Do small schools improve performance in large, urban districts? Causal evidence from New York City

Amy Ellen Schwartz, Leanna Stiefel, Matthew Wiswall

Research output: Contribution to journalArticle

25 Citations (Scopus)

Abstract

We evaluate the effectiveness of small high school reform in the country's largest school district, New York City. Using a rich administrative dataset for multiple cohorts of students and distance between student residence and school to instrument for endogenous school selection, we find substantial heterogeneity in school effects: newly created small schools have positive effects on graduation and some other education outcomes while older small schools do not. Importantly, we show that ignoring this source of treatment effect heterogeneity by assuming a common small school effect yields a misleading zero effect of small school attendance.

Original languageEnglish (US)
Pages (from-to)27-40
Number of pages14
JournalJournal of Urban Economics
Volume77
DOIs
StatePublished - Sep 2013

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Keywords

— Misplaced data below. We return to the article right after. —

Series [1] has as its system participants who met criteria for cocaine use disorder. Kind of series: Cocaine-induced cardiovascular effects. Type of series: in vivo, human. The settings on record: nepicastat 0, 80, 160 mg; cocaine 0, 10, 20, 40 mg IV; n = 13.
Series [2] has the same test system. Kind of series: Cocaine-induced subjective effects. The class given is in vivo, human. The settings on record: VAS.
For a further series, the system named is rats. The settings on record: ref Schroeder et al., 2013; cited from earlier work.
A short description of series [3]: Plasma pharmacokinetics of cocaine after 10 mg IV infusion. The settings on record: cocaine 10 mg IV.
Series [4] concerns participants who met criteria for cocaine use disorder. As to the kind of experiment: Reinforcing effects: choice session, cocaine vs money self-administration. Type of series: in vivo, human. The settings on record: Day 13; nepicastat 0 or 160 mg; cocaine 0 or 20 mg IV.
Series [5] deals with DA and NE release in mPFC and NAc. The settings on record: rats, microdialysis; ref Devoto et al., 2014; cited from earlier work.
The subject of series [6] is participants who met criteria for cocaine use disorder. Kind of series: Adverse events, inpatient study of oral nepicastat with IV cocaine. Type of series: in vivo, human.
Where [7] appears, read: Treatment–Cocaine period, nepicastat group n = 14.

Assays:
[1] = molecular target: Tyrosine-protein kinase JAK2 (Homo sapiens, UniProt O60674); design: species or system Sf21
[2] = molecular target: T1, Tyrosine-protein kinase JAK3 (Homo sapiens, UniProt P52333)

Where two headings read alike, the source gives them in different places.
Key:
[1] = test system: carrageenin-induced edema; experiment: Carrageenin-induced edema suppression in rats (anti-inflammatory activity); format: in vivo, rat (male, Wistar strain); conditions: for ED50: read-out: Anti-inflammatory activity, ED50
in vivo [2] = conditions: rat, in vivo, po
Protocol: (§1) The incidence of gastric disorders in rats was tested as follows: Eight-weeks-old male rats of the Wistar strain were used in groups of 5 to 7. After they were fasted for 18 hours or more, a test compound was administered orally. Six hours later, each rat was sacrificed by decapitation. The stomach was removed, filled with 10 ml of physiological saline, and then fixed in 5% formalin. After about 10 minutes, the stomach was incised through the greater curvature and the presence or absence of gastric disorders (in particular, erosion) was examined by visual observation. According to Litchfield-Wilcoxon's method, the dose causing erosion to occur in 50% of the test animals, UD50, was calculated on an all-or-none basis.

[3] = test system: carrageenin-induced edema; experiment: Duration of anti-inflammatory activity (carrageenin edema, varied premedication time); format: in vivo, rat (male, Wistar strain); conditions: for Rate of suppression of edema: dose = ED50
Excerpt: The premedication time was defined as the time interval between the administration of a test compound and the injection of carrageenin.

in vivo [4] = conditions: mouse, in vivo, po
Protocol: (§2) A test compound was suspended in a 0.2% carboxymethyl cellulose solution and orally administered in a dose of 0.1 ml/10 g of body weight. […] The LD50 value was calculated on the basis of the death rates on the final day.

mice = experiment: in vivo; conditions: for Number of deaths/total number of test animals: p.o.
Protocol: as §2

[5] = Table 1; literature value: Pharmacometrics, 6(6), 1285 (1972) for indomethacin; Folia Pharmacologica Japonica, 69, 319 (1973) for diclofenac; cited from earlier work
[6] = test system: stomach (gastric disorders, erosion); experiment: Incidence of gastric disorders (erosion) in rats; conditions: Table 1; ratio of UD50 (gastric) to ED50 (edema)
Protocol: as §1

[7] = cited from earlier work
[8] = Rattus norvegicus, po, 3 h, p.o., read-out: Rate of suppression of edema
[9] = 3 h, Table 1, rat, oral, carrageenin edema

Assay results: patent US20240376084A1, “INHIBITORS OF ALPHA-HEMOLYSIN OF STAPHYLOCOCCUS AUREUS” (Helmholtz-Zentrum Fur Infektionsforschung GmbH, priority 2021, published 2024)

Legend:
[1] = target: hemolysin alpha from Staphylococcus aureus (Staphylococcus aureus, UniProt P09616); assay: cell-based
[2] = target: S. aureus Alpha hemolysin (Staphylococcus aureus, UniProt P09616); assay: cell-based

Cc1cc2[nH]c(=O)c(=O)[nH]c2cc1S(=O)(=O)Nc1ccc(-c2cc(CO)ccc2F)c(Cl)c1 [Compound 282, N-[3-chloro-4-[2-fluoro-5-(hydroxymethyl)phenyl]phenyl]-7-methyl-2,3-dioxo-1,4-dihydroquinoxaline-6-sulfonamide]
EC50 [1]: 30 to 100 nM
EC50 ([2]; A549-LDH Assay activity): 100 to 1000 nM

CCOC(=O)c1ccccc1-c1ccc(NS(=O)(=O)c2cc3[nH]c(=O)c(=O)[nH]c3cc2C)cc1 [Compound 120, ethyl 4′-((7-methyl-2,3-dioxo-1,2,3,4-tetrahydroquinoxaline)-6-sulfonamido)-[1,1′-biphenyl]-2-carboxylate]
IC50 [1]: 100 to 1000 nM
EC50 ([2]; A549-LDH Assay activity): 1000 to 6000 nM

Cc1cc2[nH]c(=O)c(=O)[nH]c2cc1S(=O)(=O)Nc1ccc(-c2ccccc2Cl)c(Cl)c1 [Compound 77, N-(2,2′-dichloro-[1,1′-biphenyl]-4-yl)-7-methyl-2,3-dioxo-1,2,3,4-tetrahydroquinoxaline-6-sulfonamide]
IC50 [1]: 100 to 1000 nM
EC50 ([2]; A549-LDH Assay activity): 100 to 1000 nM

• Education reform
  • Heterogeneous treatment
  • Instrumental variables
  • Small schools

ASJC Scopus subject areas

  • Economics and Econometrics
  • Urban Studies

Cite this

Do small schools improve performance in large, urban districts? Causal evidence from New York City. / Schwartz, Amy Ellen; Stiefel, Leanna; Wiswall, Matthew.

In: Journal of Urban Economics, Vol. 77, 09.2013, p. 27-40.

Research output: Contribution to journalArticle

Schwartz, Amy Ellen ; Stiefel, Leanna ; Wiswall, Matthew. / Do small schools improve performance in large, urban districts? Causal evidence from New York City. In: Journal of Urban Economics. 2013 ; Vol. 77. pp. 27-40.
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